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Diahann Carroll Once Opened up about the Painful Moment She Got Her Cancer Diagnosis

Manuela Cardiga
Sep 10, 2021
03:15 A.M.
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Legendary actress Diahann Caroll once opened up about her experience with breast cancer and her mission to alert other women about the disease.

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Diahann Caroll was a legendary Broadway and TV actress. She is an icon to millions and was the first African American woman to win a Tony Award. However, what most fans didn't know is that Caroll was also a breast cancer survivor.

Opening up about her struggles with her illness, she once shared she did not want anyone to know about her diagnosis. However, when she was 83, Caroll was determined to fulfill what she considers to be her mission and her responsibility: to alert other women to the deadly danger of breast cancer.

Diahann Carroll and Sidney Poitier during a scene from the movie "Paris Blues" in 1961 | Source: Getty Images

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DIAHANN CAROLL'S BREAST CANCER DIAGNOSIS

In 1993, Caroll underwent a routine mammogram during which doctors detected a small lump in her breast. For Caroll, breast cancer was a complete shock, as there had never been a history of the disease in her family. She said:

“I was absolutely positive that it would never be a part of my life ever. There was no family history. There was not even dialogue about cancer in my family."

Diahann Carroll at the Washington Hotel in London, October 25, 1957 | Source: Getty Images

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GOING PUBLIC FOR THE GREATER GOOD

Caroll realized that her fame would help her reach other women who might be at risk and alert them to the need for vigilance and a yearly mammogram to aid in the early detection of breast cancer.

The actress was involved in intense contact with the African American and Hispanic communities, speaking face to face groups in these communities about the importance of early detection and prevention.

Diahann Carroll accepts the honor of the Mary Pickford Award from the Hollywood Chamber's Hollywood Community Foundation | Getty Images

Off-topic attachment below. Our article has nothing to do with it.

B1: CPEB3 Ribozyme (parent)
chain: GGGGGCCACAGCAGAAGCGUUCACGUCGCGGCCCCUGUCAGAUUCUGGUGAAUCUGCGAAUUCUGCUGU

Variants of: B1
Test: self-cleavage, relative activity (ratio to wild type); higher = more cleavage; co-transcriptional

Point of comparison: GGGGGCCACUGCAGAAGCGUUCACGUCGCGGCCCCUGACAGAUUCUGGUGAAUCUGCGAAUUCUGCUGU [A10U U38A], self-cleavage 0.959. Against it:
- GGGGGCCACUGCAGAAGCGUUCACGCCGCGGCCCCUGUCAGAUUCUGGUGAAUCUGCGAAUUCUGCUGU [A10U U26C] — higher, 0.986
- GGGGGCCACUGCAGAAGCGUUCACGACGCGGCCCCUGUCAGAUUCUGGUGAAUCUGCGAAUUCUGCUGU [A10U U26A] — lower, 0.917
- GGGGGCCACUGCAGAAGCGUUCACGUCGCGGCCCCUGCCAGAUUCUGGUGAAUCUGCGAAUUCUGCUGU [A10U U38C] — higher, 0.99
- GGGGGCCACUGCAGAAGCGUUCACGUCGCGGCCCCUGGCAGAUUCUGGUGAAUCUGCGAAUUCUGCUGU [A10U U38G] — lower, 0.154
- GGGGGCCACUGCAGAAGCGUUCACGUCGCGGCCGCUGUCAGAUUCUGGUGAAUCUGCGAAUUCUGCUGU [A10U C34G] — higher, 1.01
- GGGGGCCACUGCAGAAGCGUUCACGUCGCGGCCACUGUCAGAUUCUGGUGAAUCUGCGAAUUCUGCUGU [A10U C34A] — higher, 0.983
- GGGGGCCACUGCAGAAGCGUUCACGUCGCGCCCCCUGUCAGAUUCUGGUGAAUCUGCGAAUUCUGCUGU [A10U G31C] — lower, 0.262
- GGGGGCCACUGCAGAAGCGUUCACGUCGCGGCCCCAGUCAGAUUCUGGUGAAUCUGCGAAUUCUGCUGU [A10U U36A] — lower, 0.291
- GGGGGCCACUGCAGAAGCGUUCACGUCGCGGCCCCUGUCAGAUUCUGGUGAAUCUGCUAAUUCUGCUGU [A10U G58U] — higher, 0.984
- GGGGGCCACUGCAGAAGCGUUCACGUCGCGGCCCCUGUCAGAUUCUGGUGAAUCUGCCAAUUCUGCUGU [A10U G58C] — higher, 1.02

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THE ILLNESS IN AFRICAN AMERICAN WOMEN

Scientific studies have revealed that although African-American women face a lower risk of being diagnosed with breast cancer, they are more likely to die of the disease. 

As African American women, Hispanic women are likely to be diagnosed at the late stages of the disease, which reduces their survival rate. They are also likely to develop breast cancer at a much younger age.

Diahann Carroll photographed in the UK on January 18, 1965 | Source: Getty Images

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THE RETURN OF HER CANCER

While she was in remission for years, Carroll's cancer came back, and on October 4, 2019, she died of complications from the illness. Her daughter, Suzanne Kay, confirmed the news.

Suzzanne is Carroll's daughter with the late Monte Kay. She graduated from Columbia School of Journalism and worked as a writer and editor for numerous companies. She ultimately created her own production company called Wonder View Films with her ex-husband Mark Bamford. 

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REMEMBERING DIAHANN CAROLL

Born Carol Diahann Johnson on July 17, 1935, in the Bronx, New York, she went on to attend Manhattan's School of Performing Arts and work at a nightclub as a singer and model. 

She made her Broadway debut in "The House of Flowers" in 1954 and appeared in a couple of films before being nominated for an Academy Award for Best Actress for her role on "Claudine." 

Diahann Carroll and Sidney Poitier at the 36th Annual NAACP Image Awards on March 19, 2005 | Source: Getty Images

In 1968, she rose to stardom after being cast as the lead on "Julia." The role made her the first African American woman to star in her very own TV series. She was nominated for an Emmy for the show in 1969 and won a Golden Globe Award in 1968. 

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